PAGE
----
an unanticipated consequence of
Jack M. Balkin
Jack Balkin: jackbalkin at yahoo.com
Bruce Ackerman bruce.ackerman at yale.edu
Ian Ayres ian.ayres at yale.edu
Mary Dudziak mary.l.dudziak at emory.edu
Joey Fishkin joey.fishkin at gmail.com
Heather Gerken heather.gerken at yale.edu
Abbe Gluck abbe.gluck at yale.edu
Mark Graber mgraber at law.umaryland.edu
Stephen Griffin sgriffin at tulane.edu
Bernard Harcourt harcourt at uchicago.edu
Scott Horton shorto at law.columbia.edu
Andrew Koppelman akoppelman at law.northwestern.edu
Marty Lederman msl46 at law.georgetown.edu
Sanford Levinson slevinson at law.utexas.edu
David Luban david.luban at gmail.com
Gerard Magliocca gmaglioc at iupui.edu
Jason Mazzone mazzonej at illinois.edu
Linda McClain lmcclain at bu.edu
John Mikhail mikhail at law.georgetown.edu
Frank Pasquale pasquale.frank at gmail.com
Nate Persily npersily at gmail.com
Michael Stokes Paulsen michaelstokespaulsen at gmail.com
Deborah Pearlstein dpearlst at princeton.edu
Rick Pildes rick.pildes at nyu.edu
Richard Primus raprimus at umich.edu
K. Sabeel Rahmansabeel.rahman at brooklaw.edu
Alice Ristroph alice.ristroph at shu.edu
Neil Siegel siegel at law.duke.edu
Brian Tamanaha btamanaha at wulaw.wustl.edu
Mark Tushnet mtushnet at law.harvard.edu
Adam Winkler winkler at ucla.edu
I write to address three criticisms recently directed at Dean Harold Koh following the announcement that President Obama had nominated him for the post of Legal Adviser to the Secretary of State. (In the interests of disclosure, I was a former colleague of Dean Koh’s for ten years at Yale Law School.) Ordinarily, I would not dignify criticisms so wildly off the mark with a response. But the high uptake these criticisms have already received suggest not only that they will be taken seriously, but that they have a seriously appealing hidden barb.
The criticisms are nicely summarized by former Bush speech writer Meghan Clyne in the March 30 issue of the New York Post, though Ms. Clyne is certainly not the only person to make them. According to Clyne, Koh believes that (1) “Sharia law could apply to disputes in U.S. courts;” (2) “The United States constitutes an ‘axis of disobedience’ along with North Korea and Saddam-era Iraq;” and that (3) “Judges should interpret the Constitution according to other nations’ legal ‘norms.’”
The criticism that Koh believes sharia law could be applied by U.S. courts is false. This allegation was made by New York attorney Steven Stein, who asked Koh during a speech made to the Yale Club of Greenwich in 2007 whether Islamic law could apply to disputes in U.S. courts. Stein alleges that Koh stated that in some cases it could. The host of the event, however, categorically denies that Koh made any such statement. Indeed, she wrote a missive to the Post requesting a correction, to which the Post has not yet responded. Meanwhile, the damage has been done—a Google search for “Harold Koh and sharia” turns up over a thousand hits only one day after the article’s publication. It is telling that a contested allegation at a social club would make more headlines than the eight books Koh has written or edited.
The criticism that Koh believes that the United States, alongside North Korea and Iraq, is part of an “axis of disobedience” to international law, is equally off base. The quotation comes from a 2004 article, in which Koh argued that if the United States does not live up to its human rights obligations, it will have a harder time enforcing those obligations on other nations. Secretary of State Dean Acheson made this argument during the Cold War—an argument many historians believe contributed to Brown v. Board of Education. Koh’s point is not that we are morally equivalent to such countries as Iraq and North Korea, but that if we shortsightedly violate international law, we undermine our own capacity to persuade gross violators to improve their compliance records.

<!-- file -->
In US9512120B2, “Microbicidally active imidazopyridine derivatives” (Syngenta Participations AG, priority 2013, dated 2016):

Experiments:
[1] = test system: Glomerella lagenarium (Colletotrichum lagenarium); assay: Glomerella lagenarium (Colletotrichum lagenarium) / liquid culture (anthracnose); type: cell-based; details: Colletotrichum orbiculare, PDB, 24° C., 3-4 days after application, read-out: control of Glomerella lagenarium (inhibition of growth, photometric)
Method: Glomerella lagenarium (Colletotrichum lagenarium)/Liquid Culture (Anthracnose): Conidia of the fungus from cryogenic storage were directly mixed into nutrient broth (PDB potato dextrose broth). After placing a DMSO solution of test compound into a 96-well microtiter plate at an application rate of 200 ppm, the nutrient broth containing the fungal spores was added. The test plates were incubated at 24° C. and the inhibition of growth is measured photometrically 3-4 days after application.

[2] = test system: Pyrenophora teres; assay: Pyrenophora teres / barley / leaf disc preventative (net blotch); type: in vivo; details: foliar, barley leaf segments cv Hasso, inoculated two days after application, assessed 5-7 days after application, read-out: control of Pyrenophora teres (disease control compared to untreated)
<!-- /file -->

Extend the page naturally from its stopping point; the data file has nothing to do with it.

The criticism that Koh believes that judges should interpret the Constitution according to other nations’ legal norms is also misleading. If one looks at Koh’s work as a whole—not just the eight books but the over 175 articles he has written—the idea that the United States Constitution is the “supreme law of the land” is its absolute bedrock. What Koh argues is that our world is already so interdependent that the legal practices of other countries can provide a means of reflecting on our domestic ones. His claims are about how the United States Constitution might absorb the norms of other traditions, not how it might be absorbed by them. Koh’s approach is not radical, but just a twenty-first century version of what the authors of the Declaration of Independence called according a “decent respect to the opinions of mankind.”
What troubles me about these false or misleading criticisms is not just that they have been broadly purveyed by FOX News and other outlets to individuals who may not have the time or inclination to ascertain the truth. It is also that all three appear to be part of one broader unspoken criticism. This master criticism is that Koh, a Korean-American from a remarkably successful immigrant family, is somehow too disloyal to American interests to serve his country.
I am not playing the race card on Koh’s behalf here, though it is certainly true that Asian-Americans have a history of being treated simultaneously as “honorary whites” and “perpetual foreigners.” I am simply pointing out the President’s opponents are playing the fear card in a time of national stress. Why else would such baseless criticisms be directed against the Dean and chaired professor of one of the top law schools in the country, who is one of the most distinguished international lawyers of his generation, and who has already served his government to bipartisan acclaim after a unanimous confirmation? We owe it to Koh, and to ourselves as a nation, to raise the level of discourse around this round of hearings.